- Befriend, assist and advise the supervised child;
- Take any steps reasonably necessary to give effect to the supervision order;
- Consider whether or not to apply to the court to change or discharge the order where the order is not complied with or where it is no longer necessary;
It is also important to note that a Supervision Order may require the child to submit to a medical or psychiatric examination as directed by the supervisor. This will only be requested in situations where the court believes there is evidence to suggest such examination is necessary.
Why would there be a Supervision Order?
For there to be a supervision order, the local authority will still have some concerns about the care of a child, but the parents will have demonstrated a willingness to work with the local authority and other professionals. The parents will already have improved their parenting to the extent that the local authority feels they can trust the parents to safely look after the child, with support.
Supervision orders are applied for if the local authority is concerned that a child is suffering or is likely to suffer significant harm at the hands of the parent(s) that are providing their care or if the child is deemed to be beyond parental control. This is known as “threshold” and is the same criteria as for when the local authority seeks a care order. If the Court finds the threshold met, then the Court may make a supervision order. If a local authority applies for a care order then the Court can make a supervision order instead, and vice versa and the process for obtaining these orders is largely the same, to include the Court granting interim supervision orders while Court proceedings are on-going. Please read our information about Care Orders for more detail on the court process.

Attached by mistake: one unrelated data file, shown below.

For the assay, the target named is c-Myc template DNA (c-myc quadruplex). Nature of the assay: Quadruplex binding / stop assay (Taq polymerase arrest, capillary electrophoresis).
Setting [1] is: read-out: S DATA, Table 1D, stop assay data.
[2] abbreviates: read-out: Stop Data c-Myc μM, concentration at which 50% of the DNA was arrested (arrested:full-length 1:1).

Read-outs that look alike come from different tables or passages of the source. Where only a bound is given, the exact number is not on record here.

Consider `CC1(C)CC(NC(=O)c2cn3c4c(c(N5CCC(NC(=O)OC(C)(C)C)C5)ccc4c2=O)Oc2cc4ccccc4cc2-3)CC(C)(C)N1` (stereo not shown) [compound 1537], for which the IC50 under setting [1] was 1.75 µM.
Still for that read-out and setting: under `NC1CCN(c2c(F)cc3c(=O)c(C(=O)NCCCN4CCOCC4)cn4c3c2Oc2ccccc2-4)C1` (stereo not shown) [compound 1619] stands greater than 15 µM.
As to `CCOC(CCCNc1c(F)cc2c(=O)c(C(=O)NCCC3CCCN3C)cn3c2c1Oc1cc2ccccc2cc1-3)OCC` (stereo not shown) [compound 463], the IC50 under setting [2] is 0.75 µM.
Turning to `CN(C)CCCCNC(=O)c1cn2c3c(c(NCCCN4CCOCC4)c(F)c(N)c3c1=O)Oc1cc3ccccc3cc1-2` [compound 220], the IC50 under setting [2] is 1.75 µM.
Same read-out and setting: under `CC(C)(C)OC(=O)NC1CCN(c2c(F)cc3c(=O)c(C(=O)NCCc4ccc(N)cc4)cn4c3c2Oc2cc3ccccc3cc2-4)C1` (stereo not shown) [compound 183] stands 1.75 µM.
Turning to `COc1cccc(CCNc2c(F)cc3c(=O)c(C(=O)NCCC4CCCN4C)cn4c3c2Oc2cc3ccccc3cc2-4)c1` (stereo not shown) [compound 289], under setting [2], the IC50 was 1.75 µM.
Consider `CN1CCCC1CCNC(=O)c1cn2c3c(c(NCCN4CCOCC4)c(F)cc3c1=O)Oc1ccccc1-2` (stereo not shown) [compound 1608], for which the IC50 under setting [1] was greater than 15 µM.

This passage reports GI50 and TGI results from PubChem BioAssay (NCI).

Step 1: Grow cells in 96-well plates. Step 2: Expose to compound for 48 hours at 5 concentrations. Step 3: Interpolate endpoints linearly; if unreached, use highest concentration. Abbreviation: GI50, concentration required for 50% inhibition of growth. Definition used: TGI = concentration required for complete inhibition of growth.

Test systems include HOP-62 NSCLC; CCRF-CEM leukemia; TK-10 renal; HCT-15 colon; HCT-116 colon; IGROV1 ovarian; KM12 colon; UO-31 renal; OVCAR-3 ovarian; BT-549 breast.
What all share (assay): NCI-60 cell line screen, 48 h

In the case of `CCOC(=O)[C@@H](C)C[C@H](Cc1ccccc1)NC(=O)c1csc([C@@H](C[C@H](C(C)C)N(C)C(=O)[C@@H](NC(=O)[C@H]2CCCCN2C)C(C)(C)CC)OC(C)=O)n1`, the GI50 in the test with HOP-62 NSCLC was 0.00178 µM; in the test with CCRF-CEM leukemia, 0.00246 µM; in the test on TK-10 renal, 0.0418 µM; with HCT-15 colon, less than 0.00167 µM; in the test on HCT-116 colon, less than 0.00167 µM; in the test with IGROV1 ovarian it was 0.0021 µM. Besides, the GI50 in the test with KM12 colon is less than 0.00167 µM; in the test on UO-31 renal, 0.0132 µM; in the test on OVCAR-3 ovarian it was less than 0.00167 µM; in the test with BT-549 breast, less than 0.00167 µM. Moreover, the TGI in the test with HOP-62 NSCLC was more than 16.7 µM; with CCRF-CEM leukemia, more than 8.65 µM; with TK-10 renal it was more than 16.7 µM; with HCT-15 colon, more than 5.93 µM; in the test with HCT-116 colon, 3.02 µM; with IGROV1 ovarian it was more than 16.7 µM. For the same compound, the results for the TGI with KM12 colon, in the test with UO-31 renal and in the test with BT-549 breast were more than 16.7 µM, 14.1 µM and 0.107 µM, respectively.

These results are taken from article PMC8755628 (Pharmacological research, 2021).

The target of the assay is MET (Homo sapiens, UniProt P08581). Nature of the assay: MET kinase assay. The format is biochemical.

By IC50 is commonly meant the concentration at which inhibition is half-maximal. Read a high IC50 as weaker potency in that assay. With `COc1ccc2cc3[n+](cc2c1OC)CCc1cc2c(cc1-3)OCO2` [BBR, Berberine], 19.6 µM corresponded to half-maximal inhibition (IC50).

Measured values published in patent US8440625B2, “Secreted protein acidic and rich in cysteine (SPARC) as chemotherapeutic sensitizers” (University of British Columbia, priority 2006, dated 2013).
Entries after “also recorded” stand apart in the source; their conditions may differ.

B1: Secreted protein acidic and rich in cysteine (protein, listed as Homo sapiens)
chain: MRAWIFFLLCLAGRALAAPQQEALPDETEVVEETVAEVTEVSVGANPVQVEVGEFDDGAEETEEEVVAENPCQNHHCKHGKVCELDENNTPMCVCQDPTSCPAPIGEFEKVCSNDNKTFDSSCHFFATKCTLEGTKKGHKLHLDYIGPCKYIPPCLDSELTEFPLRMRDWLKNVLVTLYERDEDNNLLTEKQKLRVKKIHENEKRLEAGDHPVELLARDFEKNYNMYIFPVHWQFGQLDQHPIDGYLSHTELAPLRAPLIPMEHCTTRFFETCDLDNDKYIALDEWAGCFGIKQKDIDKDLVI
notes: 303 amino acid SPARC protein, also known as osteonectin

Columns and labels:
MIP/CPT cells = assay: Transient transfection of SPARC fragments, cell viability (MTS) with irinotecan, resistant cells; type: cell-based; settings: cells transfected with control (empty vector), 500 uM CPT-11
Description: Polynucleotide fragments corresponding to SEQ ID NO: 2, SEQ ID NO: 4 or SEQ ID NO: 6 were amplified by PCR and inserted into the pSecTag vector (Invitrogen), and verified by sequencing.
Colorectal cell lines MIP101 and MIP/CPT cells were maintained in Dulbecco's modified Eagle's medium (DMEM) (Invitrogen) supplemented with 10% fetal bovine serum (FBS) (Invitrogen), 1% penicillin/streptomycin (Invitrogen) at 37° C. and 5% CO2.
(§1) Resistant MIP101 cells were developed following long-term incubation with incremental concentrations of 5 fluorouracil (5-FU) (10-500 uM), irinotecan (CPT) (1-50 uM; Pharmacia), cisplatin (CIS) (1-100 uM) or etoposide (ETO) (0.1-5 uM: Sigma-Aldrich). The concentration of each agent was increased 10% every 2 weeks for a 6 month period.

How can we help you?
If you or somebody you know is going through Court proceedings for a supervision order, our experienced Child Care solicitors are available to advise you throughout the entire process to adhere to the procedure and build a strong case for your defence. We promise to:
- Advise you throughout the entire process
- Treat your case in a non-judgemental, sensitive manner
- Deal confidentially with any concerns you may have
- Represent you in court where necessary
- Prepare and collate any and all documentary evidence that may be required
- Take the worry off your hands
- Prepare an appeal if necessary
Our team are highly ranked in the Legal 500 and Chambers and Partners guides. We have extensive experience in successfully defending family matters, with our acclaimed Child Care solicitors who are renowned for their professional approach.
Legal Aid is available in this area which means that you may be eligible for free advice. To discuss your eligibility for Legal Aid please get in contact with us for free initial advice.
If you are not eligible for Legal Aid then we can discuss affordable private paying fee arrangements.